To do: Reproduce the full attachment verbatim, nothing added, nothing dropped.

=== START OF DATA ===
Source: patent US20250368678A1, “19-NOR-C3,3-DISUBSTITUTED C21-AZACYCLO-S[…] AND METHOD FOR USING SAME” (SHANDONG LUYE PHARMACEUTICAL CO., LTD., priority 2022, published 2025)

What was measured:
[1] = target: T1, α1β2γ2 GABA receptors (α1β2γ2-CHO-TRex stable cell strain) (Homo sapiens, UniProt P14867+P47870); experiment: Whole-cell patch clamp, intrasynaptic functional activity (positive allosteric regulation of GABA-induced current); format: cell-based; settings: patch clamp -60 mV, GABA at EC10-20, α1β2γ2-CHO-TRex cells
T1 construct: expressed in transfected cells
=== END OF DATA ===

Source: patent US20250368678A1, “19-NOR-C3,3-DISUBSTITUTED C21-AZACYCLO-S[…] AND METHOD FOR USING SAME” (SHANDONG LUYE PHARMACEUTICAL CO., LTD., priority 2022, published 2025)

What was measured:
[1] = target: T1, α1β2γ2 GABA receptors (α1β2γ2-CHO-TRex stable cell strain) (Homo sapiens, UniProt P14867+P47870); experiment: Whole-cell patch clamp, intrasynaptic functional activity (positive allosteric regulation of GABA-induced current); format: cell-based; settings: patch clamp -60 mV, GABA at EC10-20, α1β2γ2-CHO-TRex cells
T1 construct: expressed in transfected cells